Gustave Courbet

(1819 1877)
Les Gorges de la Loue
Les Gorges de la Loue, ca. 1860–1863
Signed lower right, G. Courbet Oil on canvas
74.5 x 101 cm


Mme Merle, Paris (sale: Hôtel Drouot, Paris, October 1889, lot 474) Hôtel Drouot, Paris, August 1892, lot 300
Léon Orosdi (sale: Hôtel Drouot, Paris, May 1923, lot 10)
M. Dejean (purchased at the above sale)
Galerie Aktuaryus, Zurich
Emil Bührle (purchased from the above on 24.02.1937) Dr. Dieter Bührle, Zurich
Private Collection, Switzerland
Sotheby’s, London, December 2014, lot 21
Private Collection, England
Private Collection, Switzerland


Bordeaux, Société des Amis des Arts, 1864, no. 130.


Robert Fernier, La Vie et l’oeuvre de Gustave Courbet. Catalogue raisonné. Lausanne and Paris, 1977, vol. 1, pl 170, no. 281; illus. p. 171.
This painting represents one of Courbet’s favorite landscape subjects, the deep, rocky gorges surrounding a stream that flows or pushes through a dense, secluded landscape. A tributary of the Doubs river, the Loue runs through craggy limestone cliffs that are characteristic of the region near Courbet’s native Ornans, a small town in the mountainous Franche-Comté region of eastern France. In both Courbet’s landscape practice and his public presentation of himself as an artist, he established a close connection between his identity and the Franche-Comté, a region with particular social resonance and an impressive, rugged topography. He famously depicted himself at work on a landscape painting of the environs of Ornans in his monumental work of 1855, The Artist’s Studio: A Real Allegory Summing Up Seven Years of My Artistic and Moral Life (Musée d’Orsay, 361 x 598 cm).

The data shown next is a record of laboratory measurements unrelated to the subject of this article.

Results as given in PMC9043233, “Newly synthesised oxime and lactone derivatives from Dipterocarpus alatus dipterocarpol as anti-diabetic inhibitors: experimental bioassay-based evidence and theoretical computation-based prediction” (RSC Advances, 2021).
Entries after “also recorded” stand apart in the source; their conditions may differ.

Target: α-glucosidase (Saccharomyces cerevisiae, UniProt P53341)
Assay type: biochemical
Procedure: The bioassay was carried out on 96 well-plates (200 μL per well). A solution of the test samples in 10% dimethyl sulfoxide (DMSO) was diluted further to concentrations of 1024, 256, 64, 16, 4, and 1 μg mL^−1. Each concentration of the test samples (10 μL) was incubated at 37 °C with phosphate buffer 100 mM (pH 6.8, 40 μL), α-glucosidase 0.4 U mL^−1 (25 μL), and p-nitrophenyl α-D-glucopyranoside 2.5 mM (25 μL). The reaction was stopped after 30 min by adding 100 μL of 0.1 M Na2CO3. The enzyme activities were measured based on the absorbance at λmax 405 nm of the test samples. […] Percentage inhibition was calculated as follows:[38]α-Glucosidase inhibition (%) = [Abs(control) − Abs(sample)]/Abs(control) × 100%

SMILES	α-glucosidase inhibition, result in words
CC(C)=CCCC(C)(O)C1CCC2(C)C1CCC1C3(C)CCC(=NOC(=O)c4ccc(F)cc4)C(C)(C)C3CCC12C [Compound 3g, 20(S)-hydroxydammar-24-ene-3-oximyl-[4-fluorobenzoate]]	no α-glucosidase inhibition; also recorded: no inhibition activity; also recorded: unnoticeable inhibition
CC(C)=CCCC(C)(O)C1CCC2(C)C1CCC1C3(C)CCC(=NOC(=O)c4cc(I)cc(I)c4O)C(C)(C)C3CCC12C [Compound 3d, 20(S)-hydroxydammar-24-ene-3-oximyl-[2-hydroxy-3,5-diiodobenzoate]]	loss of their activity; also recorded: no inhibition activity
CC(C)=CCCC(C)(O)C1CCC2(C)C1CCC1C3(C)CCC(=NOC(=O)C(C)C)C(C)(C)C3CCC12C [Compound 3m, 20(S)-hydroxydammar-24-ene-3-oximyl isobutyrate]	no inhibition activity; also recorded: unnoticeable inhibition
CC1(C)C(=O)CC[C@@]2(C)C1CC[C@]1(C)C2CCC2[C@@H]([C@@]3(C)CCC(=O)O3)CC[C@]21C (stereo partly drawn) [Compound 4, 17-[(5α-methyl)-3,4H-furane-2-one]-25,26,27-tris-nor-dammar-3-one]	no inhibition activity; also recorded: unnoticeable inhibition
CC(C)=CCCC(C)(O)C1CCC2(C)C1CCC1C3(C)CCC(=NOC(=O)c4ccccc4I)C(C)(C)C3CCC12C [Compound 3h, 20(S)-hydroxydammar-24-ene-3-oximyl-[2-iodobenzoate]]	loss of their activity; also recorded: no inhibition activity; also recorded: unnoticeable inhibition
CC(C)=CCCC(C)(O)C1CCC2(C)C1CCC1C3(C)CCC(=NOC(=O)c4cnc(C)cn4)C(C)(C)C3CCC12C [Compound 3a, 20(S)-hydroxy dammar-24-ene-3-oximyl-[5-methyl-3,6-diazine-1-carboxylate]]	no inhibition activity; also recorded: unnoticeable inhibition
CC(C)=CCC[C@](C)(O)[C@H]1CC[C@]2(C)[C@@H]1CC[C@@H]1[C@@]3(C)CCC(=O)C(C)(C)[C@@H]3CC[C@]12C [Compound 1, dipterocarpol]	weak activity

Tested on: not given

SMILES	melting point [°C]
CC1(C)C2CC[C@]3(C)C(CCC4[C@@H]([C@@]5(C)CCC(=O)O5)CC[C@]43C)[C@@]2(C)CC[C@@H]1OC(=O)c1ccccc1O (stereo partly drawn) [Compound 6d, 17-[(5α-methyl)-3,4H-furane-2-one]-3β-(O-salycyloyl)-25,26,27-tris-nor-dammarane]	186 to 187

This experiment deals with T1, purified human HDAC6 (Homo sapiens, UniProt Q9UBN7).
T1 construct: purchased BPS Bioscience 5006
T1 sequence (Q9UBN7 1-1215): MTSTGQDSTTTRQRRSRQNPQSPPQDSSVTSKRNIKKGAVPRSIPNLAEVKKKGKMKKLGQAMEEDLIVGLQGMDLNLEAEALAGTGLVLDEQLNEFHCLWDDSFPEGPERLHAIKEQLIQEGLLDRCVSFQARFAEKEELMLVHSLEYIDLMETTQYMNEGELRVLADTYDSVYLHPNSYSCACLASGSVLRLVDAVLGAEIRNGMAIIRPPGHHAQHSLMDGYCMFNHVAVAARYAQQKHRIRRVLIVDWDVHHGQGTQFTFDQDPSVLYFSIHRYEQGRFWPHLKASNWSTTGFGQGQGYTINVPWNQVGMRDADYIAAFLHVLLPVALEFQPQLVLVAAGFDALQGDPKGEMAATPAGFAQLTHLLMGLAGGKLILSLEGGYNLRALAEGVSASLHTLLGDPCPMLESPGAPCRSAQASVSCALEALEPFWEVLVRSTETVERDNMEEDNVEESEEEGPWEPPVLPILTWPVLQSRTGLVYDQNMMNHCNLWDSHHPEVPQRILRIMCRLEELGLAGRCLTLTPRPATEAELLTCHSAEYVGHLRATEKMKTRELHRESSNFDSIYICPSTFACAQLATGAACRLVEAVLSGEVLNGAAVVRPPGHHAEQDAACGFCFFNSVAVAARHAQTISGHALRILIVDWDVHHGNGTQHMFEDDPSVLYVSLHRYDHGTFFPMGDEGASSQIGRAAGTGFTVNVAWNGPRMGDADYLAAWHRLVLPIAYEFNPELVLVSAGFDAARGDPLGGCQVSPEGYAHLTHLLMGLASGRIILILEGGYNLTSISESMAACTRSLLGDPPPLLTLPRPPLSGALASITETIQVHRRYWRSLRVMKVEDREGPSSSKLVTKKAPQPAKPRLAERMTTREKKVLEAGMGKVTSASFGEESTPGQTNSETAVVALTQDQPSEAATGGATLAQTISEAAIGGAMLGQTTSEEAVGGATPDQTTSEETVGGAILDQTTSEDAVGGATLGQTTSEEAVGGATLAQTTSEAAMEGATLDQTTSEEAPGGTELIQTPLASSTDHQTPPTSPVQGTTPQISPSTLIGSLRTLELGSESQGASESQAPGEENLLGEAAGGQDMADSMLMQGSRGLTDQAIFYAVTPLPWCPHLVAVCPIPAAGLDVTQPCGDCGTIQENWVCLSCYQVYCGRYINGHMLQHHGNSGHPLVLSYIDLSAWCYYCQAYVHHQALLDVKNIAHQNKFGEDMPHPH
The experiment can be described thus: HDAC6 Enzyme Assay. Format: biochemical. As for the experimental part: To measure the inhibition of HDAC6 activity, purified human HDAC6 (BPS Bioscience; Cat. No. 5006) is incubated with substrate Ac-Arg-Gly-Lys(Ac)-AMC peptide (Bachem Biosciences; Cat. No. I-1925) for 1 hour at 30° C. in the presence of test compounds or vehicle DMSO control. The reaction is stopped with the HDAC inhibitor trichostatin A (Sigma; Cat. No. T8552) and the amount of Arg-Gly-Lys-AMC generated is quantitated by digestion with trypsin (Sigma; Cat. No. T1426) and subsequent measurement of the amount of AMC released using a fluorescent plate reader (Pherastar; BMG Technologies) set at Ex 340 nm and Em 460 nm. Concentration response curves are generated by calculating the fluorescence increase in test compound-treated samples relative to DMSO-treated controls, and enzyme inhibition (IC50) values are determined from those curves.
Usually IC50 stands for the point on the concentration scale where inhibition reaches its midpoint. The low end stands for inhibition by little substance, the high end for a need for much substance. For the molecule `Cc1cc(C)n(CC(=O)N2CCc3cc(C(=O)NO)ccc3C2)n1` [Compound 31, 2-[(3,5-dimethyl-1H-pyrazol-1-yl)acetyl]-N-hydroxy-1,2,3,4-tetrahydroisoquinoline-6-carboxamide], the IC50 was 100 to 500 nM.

As is typical in Courbet’s landscapes of the cliffs, streams, gorges, waterfalls and caves of the Doubs valley, our painting does not include human figures. Instead, it the painter’s forceful touch and the evidence of his gestures that animate this landscape, as the varied application of paint gives substance to the rough textures of the rocks and cliffs, the frothing water that pushes over the rocks, and the thick green shrubs that provide masses of light and dark to the composition. In these paintings, Courbet employed various tools —different sized brushes, palette knife, rags, and sometimes a thumb—to build up layers of paint and scrape them down 1. As Mary Morton has discussed,Courbet’s contemporary observers frequently associated the painter’s use of the palette knife with the frankness of his vision and procedures, and with the convincing, naturalistic effects of his paintings. As Jules Castagnary wrote in 1882, in the catalogue of Courbet’s posthumous exhibition at the Ecole des Beaux-Arts: